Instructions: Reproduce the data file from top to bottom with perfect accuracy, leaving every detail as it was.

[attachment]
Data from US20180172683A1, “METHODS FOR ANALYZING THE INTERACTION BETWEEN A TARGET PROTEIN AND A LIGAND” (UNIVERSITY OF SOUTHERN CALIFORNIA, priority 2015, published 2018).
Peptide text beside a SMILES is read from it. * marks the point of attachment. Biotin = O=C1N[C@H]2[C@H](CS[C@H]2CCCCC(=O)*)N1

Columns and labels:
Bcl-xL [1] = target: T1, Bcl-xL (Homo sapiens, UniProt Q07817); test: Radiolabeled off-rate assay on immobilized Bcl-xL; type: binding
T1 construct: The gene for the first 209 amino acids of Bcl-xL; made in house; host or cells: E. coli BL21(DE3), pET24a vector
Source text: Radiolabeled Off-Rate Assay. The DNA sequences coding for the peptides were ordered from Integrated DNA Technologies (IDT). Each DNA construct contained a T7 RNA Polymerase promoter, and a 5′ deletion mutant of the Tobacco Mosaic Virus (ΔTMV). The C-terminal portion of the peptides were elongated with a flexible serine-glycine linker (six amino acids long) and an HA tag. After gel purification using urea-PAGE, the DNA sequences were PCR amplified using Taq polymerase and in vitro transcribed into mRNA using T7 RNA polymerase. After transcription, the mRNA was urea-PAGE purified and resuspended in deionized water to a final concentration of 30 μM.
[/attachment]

Data from US20180172683A1, “METHODS FOR ANALYZING THE INTERACTION BETWEEN A TARGET PROTEIN AND A LIGAND” (UNIVERSITY OF SOUTHERN CALIFORNIA, priority 2015, published 2018).
Peptide text beside a SMILES is read from it. * marks the point of attachment. Biotin = O=C1N[C@H]2[C@H](CS[C@H]2CCCCC(=O)*)N1

Columns and labels:
Bcl-xL [1] = target: T1, Bcl-xL (Homo sapiens, UniProt Q07817); test: Radiolabeled off-rate assay on immobilized Bcl-xL; type: binding
T1 construct: The gene for the first 209 amino acids of Bcl-xL; made in house; host or cells: E. coli BL21(DE3), pET24a vector
Source text: Radiolabeled Off-Rate Assay. The DNA sequences coding for the peptides were ordered from Integrated DNA Technologies (IDT). Each DNA construct contained a T7 RNA Polymerase promoter, and a 5′ deletion mutant of the Tobacco Mosaic Virus (ΔTMV). The C-terminal portion of the peptides were elongated with a flexible serine-glycine linker (six amino acids long) and an HA tag. After gel purification using urea-PAGE, the DNA sequences were PCR amplified using Taq polymerase and in vitro transcribed into mRNA using T7 RNA polymerase. After transcription, the mRNA was urea-PAGE purified and resuspended in deionized water to a final concentration of 30 μM.